The Claddagh School. It's much warmer/fuzzier than it may seem in this photo.

Now, starting a new school year is always stressful.  These two are starting a new school, in  a new town, in a new country, in separate classes, even — to some degree — in a new language.  Somebody should really call social services on us.  We visited the school a week early, which helped a lot.  We love the vibe and the teachers and the principal.    But still, we were so nervous, hoping the girls would be ok, but really having no idea how it would go.

Poor Kevin had to get up at 4:45 and go to the airport to meet his incoming students who were arriving the same day as the girls’ first day of school.  So I was in charge of drop-off.  At 6:50 am the first day of school, I awoke to this sight:

Both girls, totally dressed, ready to go.

After *I* got ready, we headed off.  They were so excited and happy.  Strummer even brought a little present for her teacher: two seashells and a drawing, which she’s clutching in a box in this photo:

Strummer, first day at Claddagh preschool

The drop-off was really fine: Strummer was completely nonplussed.  Barrow was unsettled by the crowd (they corral all the kids into the gym — why? why?!) where they must hang out, then line up and the teacher leads them to class.  But the teacher was great, took her up to the front of the line and integrated her with some other girls, and she was good.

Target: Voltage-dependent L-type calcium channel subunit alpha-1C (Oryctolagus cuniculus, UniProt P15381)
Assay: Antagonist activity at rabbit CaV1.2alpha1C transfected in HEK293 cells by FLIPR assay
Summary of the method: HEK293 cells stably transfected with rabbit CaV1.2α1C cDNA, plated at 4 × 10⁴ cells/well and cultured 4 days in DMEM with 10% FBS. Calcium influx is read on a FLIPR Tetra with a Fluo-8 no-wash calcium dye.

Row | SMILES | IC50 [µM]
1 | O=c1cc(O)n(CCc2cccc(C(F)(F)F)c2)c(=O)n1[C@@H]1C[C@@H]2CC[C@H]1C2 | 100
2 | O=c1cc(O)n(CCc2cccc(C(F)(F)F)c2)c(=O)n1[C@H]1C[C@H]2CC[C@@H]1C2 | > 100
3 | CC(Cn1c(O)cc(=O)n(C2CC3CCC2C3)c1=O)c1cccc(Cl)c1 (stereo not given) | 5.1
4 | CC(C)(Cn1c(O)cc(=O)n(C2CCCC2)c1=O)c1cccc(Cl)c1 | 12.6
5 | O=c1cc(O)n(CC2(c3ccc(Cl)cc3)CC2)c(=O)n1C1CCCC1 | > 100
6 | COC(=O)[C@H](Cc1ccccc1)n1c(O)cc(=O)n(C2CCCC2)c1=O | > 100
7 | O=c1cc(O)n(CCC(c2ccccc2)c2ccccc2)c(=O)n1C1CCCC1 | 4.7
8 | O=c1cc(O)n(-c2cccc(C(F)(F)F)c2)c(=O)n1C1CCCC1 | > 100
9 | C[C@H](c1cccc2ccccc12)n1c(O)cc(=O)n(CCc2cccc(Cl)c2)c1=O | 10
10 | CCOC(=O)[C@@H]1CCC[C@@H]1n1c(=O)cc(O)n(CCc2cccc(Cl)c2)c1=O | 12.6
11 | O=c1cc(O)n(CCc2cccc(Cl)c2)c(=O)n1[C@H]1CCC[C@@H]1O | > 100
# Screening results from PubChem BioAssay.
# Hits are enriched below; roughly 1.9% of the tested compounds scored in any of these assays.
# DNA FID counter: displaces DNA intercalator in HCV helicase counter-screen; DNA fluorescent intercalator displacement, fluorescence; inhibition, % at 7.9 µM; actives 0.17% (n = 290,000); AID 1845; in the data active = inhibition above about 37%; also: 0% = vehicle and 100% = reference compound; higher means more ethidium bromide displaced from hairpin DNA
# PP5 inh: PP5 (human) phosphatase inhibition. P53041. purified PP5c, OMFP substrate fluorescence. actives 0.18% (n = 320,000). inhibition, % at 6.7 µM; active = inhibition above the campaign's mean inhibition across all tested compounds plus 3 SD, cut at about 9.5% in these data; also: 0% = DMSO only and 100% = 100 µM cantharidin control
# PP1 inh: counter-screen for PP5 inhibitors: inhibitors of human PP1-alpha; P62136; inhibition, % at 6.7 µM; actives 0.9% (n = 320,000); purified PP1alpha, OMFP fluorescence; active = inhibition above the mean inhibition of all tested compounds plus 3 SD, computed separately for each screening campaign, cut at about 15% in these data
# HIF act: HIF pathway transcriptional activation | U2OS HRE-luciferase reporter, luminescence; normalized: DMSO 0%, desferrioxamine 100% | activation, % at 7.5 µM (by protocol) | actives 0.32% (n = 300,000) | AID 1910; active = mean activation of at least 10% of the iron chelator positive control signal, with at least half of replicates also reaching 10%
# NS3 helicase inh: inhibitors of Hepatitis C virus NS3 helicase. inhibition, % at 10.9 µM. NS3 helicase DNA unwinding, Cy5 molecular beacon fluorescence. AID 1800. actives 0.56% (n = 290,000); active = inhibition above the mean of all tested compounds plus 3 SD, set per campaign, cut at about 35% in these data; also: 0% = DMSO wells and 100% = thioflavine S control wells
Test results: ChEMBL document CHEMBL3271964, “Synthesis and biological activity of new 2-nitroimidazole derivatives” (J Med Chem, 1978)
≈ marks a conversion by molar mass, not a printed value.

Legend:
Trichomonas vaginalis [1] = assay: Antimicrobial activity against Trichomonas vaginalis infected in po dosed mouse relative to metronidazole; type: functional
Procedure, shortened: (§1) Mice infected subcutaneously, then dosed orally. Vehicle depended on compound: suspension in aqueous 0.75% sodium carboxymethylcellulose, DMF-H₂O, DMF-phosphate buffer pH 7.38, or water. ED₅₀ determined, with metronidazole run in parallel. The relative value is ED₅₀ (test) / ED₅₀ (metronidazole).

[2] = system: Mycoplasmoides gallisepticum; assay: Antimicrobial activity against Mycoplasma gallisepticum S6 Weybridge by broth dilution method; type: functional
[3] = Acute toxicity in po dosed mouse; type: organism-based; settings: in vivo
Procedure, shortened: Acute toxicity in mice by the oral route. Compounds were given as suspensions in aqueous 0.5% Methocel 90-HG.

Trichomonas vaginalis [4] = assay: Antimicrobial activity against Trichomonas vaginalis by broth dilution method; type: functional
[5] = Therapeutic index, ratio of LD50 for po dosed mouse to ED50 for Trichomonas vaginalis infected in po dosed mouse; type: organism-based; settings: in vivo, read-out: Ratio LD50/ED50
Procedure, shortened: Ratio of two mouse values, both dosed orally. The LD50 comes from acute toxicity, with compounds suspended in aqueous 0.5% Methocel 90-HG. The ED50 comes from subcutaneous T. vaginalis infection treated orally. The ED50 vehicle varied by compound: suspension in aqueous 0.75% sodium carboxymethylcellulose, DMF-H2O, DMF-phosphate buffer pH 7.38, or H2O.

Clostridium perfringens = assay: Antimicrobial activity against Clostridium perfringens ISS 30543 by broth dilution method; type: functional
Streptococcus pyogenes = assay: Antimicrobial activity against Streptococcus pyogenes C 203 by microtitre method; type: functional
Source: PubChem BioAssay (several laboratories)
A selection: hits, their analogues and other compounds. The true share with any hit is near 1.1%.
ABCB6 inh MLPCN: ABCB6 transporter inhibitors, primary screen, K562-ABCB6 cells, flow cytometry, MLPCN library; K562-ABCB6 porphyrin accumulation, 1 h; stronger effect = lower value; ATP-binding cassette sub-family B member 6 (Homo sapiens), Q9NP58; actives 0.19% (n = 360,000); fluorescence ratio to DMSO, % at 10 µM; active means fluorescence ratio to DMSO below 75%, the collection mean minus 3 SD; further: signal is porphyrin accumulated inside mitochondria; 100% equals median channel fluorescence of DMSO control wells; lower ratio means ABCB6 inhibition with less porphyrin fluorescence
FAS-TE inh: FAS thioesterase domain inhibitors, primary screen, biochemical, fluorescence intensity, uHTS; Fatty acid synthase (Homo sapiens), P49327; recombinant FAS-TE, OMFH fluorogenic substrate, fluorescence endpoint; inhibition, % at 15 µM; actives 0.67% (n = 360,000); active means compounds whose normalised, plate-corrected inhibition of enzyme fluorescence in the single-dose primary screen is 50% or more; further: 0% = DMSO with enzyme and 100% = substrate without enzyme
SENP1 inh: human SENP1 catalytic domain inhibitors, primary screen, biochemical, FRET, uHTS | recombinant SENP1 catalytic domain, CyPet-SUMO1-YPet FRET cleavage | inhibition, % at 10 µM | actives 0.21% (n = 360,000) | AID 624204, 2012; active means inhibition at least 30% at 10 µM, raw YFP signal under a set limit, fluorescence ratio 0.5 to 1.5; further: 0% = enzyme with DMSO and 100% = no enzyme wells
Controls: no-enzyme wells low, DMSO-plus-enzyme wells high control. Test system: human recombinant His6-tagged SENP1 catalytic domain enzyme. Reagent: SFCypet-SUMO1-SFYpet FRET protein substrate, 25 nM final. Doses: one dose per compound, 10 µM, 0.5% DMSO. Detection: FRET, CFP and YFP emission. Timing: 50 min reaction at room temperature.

That left me with what seemed like an eternity to fill (it was 3 1/2 hours).  I wandered around, gave Kevin a play-by-play over the phone, and then found a coffee shop with a harbor view and ordered some poached eggs on spinach.

This is what my Freedom Brunch looked like. Bliss.

Pick up confirmed that the first day was great for both girls.  Strummer was bestickered and well intact —

And Kevin was home in time for us to go back for Barrow, who was very happy to see us, as she came running down the ramp, and broke into a spontaneous dance with Daddy:


With Barrow still in her uniform, and Strum in her streetwear…


…we all went out for ice cream and a cuppa  to celebrate, though Kevin was still fretting over a couple of student flight complications (thanks, Hurricane Irene) — not fun.

For the first 1 1/2 weeks of school, Strummer got out early — at 12:30, so we developed a nice routine: I would pick her up, we would have some lunch and maybe a rest, then go back to get Barrow at 2:30.

1. walk home (try to have snack in hand)

2. walk up 4 flights to apt. door

3. lunch with view

4. nap (if time!) before walking to get Barrow

I’ll miss that little window of Strummertime next week when they both start going till 2:30, but then, it’s good to have some grown-up time, too.  We get to do things like work on our scholarship…

K unlocking door to his office (f'real), located in cellblock R. But he likes it.

… or other worthwhile pursuits:

K practicing punk-whistle. Photo by Barrow.

Meanwhile, Barrow has continued to thrive.  She has adjusted extremely well to both work —

She has a TON of homework every night!

In the middle of her weekly chapter-book, B. strikes the pre-teen reading pose early.

— and play …

still a monkey (at the University quad)

The girls also miss each other during the day, so they love to come home, put on their *own* awesome clothes, and hang out.  Actually, they usually just disappear downstairs in their room, playing, for about 1-2 hours every day after school.  (And yes, those are glasses on Strumbelina.  Recent issue for astigmatism.  We’re sort of easing her into them.)


Oh, and they still play dress-up and come to eat at the “restaurant” upstairs, where I am the head chef and Kevin is the maitre’d.

gif make